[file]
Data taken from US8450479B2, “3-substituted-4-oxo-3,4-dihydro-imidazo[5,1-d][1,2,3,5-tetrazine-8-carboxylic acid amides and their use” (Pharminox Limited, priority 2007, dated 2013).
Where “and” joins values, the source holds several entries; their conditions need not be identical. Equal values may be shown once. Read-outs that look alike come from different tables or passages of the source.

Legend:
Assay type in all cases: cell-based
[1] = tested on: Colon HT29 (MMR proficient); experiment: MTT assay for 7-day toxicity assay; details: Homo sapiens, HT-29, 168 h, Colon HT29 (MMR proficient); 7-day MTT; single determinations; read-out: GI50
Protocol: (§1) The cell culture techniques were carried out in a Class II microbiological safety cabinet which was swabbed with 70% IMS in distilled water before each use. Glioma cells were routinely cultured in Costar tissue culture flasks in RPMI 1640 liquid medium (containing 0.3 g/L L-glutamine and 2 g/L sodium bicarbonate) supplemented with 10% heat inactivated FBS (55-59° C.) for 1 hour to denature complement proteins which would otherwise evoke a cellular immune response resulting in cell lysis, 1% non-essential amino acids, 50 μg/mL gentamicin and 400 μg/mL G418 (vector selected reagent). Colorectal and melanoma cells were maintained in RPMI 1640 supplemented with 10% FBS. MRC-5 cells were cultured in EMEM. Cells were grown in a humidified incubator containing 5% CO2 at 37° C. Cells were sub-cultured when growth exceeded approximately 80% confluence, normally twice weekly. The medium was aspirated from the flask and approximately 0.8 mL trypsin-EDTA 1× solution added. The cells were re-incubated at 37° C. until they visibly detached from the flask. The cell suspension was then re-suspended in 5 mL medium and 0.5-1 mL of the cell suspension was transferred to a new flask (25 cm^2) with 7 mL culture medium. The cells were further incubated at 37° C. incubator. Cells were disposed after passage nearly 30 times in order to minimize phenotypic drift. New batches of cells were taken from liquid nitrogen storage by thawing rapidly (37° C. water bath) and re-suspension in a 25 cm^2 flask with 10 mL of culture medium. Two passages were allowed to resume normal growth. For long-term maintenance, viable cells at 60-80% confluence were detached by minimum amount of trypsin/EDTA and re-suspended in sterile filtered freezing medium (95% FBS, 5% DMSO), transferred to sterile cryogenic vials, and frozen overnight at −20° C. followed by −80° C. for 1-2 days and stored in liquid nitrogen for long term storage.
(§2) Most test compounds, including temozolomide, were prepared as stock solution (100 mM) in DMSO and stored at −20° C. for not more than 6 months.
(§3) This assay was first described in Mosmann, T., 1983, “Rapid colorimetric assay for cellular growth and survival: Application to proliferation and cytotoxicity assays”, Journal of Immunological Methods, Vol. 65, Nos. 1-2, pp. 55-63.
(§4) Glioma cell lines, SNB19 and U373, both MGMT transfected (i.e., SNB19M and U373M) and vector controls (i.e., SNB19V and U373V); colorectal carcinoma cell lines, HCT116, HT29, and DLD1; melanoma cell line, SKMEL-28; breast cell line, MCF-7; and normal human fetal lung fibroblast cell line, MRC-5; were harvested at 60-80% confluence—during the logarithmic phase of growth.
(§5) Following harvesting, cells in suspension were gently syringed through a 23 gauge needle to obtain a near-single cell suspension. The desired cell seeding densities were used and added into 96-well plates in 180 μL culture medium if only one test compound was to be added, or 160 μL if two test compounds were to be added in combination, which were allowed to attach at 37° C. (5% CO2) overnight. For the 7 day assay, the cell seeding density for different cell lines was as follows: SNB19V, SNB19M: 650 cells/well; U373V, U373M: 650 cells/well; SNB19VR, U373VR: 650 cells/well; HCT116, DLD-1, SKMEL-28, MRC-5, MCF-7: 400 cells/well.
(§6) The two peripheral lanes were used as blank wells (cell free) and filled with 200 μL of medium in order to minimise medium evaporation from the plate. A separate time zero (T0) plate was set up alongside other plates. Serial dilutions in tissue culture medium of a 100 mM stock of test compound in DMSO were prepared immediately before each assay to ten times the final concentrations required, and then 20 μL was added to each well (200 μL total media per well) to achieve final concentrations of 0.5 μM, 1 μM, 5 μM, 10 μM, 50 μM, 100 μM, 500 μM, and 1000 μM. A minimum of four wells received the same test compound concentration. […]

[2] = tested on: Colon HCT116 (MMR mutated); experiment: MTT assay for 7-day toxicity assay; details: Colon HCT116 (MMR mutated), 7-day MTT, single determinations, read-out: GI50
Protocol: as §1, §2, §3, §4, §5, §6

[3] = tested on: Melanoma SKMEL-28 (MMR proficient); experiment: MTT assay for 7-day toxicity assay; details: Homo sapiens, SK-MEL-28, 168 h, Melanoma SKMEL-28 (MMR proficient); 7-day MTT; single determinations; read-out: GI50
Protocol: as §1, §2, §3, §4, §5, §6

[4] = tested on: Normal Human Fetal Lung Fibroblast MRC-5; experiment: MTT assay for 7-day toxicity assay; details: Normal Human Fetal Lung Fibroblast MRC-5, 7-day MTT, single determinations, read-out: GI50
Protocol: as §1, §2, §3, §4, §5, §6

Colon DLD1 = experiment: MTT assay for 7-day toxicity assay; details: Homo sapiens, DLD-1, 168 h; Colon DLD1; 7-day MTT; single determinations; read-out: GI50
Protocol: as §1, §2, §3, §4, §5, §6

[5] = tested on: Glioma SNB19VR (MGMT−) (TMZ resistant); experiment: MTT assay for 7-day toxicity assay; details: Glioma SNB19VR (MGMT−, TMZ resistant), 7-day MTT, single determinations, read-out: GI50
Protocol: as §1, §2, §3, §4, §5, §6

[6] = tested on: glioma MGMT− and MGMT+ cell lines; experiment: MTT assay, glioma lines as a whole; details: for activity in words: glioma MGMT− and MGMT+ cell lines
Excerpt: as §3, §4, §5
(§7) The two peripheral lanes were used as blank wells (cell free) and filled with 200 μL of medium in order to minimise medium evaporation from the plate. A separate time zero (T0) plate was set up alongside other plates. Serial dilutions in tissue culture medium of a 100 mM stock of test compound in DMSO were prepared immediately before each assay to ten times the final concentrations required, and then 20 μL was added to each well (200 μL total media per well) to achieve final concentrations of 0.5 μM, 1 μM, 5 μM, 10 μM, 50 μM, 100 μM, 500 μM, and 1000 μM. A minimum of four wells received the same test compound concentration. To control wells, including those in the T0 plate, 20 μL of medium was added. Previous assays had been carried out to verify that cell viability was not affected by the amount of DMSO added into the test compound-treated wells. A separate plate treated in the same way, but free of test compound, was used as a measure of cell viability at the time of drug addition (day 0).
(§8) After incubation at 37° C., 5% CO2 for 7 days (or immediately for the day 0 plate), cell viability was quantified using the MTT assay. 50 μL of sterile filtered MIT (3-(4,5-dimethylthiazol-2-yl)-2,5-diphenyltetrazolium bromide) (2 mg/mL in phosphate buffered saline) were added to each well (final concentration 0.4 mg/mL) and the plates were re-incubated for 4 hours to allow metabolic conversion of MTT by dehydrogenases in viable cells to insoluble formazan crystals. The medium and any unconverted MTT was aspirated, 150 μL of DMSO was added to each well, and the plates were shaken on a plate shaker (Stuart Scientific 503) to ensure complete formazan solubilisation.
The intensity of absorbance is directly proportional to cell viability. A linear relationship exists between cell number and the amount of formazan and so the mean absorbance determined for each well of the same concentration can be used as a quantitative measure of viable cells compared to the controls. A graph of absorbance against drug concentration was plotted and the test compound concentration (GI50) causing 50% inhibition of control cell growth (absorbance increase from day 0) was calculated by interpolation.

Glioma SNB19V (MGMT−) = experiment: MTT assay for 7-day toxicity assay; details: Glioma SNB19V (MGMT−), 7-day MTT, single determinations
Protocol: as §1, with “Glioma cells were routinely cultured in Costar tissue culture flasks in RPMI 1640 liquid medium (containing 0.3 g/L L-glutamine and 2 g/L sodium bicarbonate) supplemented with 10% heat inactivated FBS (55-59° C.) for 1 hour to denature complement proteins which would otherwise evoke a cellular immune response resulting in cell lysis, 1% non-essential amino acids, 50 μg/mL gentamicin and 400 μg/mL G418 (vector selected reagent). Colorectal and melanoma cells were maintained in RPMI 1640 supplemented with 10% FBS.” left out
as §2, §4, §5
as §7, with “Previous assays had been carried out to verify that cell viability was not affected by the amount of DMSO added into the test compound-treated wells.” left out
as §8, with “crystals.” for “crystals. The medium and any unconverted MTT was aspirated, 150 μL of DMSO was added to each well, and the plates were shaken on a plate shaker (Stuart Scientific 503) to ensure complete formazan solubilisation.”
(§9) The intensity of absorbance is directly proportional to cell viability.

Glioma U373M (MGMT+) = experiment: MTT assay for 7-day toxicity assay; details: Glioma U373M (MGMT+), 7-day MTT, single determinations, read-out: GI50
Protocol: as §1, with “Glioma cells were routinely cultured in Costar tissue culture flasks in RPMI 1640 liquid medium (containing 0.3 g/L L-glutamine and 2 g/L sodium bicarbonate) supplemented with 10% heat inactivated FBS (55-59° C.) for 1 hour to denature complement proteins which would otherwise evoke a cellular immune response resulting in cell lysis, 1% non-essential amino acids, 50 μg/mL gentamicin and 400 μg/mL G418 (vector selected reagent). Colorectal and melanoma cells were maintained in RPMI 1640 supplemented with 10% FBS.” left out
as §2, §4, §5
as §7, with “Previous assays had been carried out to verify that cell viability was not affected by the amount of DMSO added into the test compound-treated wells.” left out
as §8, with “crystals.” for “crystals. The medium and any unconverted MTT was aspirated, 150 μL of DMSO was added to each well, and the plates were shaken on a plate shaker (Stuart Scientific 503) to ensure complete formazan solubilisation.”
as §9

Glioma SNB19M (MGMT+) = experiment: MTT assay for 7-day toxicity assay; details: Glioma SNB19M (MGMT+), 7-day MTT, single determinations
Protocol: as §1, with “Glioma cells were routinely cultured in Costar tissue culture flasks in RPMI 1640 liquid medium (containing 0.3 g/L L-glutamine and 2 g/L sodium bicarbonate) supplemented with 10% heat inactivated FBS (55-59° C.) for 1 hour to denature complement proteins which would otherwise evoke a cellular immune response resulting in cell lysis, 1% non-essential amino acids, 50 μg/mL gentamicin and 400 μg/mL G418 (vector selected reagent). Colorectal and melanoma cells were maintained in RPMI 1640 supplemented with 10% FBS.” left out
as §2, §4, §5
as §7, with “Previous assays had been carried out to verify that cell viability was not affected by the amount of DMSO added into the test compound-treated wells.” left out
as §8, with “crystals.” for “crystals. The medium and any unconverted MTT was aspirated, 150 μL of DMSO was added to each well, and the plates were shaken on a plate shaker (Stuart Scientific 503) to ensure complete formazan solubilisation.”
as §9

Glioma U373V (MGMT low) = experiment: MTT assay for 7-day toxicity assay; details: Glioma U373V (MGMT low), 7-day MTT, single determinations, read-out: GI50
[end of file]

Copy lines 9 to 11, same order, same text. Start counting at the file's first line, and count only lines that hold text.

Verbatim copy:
(§4) Glioma cell lines, SNB19 and U373, both MGMT transfected (i.e., SNB19M and U373M) and vector controls (i.e., SNB19V and U373V); colorectal carcinoma cell lines, HCT116, HT29, and DLD1; melanoma cell line, SKMEL-28; breast cell line, MCF-7; and normal human fetal lung fibroblast cell line, MRC-5; were harvested at 60-80% confluence—during the logarithmic phase of growth.
(§5) Following harvesting, cells in suspension were gently syringed through a 23 gauge needle to obtain a near-single cell suspension. The desired cell seeding densities were used and added into 96-well plates in 180 μL culture medium if only one test compound was to be added, or 160 μL if two test compounds were to be added in combination, which were allowed to attach at 37° C. (5% CO2) overnight. For the 7 day assay, the cell seeding density for different cell lines was as follows: SNB19V, SNB19M: 650 cells/well; U373V, U373M: 650 cells/well; SNB19VR, U373VR: 650 cells/well; HCT116, DLD-1, SKMEL-28, MRC-5, MCF-7: 400 cells/well.
(§6) The two peripheral lanes were used as blank wells (cell free) and filled with 200 μL of medium in order to minimise medium evaporation from the plate. A separate time zero (T0) plate was set up alongside other plates. Serial dilutions in tissue culture medium of a 100 mM stock of test compound in DMSO were prepared immediately before each assay to ten times the final concentrations required, and then 20 μL was added to each well (200 μL total media per well) to achieve final concentrations of 0.5 μM, 1 μM, 5 μM, 10 μM, 50 μM, 100 μM, 500 μM, and 1000 μM. A minimum of four wells received the same test compound concentration. […]